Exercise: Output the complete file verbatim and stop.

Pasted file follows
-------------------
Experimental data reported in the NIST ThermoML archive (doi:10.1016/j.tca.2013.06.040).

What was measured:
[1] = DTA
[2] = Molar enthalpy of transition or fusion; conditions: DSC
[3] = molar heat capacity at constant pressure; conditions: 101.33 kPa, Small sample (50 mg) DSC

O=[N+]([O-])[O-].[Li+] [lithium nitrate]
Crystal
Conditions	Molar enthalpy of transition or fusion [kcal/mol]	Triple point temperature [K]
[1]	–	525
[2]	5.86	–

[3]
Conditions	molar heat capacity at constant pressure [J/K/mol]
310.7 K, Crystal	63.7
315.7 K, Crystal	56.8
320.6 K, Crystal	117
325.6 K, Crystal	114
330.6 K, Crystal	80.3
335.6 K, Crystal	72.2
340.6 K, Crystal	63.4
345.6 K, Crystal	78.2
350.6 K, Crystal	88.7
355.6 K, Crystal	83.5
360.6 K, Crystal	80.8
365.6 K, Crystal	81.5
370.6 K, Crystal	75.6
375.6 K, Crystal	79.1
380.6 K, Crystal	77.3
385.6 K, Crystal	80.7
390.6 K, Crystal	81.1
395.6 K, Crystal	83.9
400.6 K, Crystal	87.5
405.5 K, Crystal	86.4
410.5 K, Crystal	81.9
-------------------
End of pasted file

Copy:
Experimental data reported in the NIST ThermoML archive (doi:10.1016/j.tca.2013.06.040).

What was measured:
[1] = DTA
[2] = Molar enthalpy of transition or fusion; conditions: DSC
[3] = molar heat capacity at constant pressure; conditions: 101.33 kPa, Small sample (50 mg) DSC

O=[N+]([O-])[O-].[Li+] [lithium nitrate]
Crystal
Conditions	Molar enthalpy of transition or fusion [kcal/mol]	Triple point temperature [K]
[1]	–	525
[2]	5.86	–

[3]
Conditions	molar heat capacity at constant pressure [J/K/mol]
310.7 K, Crystal	63.7
315.7 K, Crystal	56.8
320.6 K, Crystal	117
325.6 K, Crystal	114
330.6 K, Crystal	80.3
335.6 K, Crystal	72.2
340.6 K, Crystal	63.4
345.6 K, Crystal	78.2
350.6 K, Crystal	88.7
355.6 K, Crystal	83.5
360.6 K, Crystal	80.8
365.6 K, Crystal	81.5
370.6 K, Crystal	75.6
375.6 K, Crystal	79.1
380.6 K, Crystal	77.3
385.6 K, Crystal	80.7
390.6 K, Crystal	81.1
395.6 K, Crystal	83.9
400.6 K, Crystal	87.5
405.5 K, Crystal	86.4
410.5 K, Crystal	81.9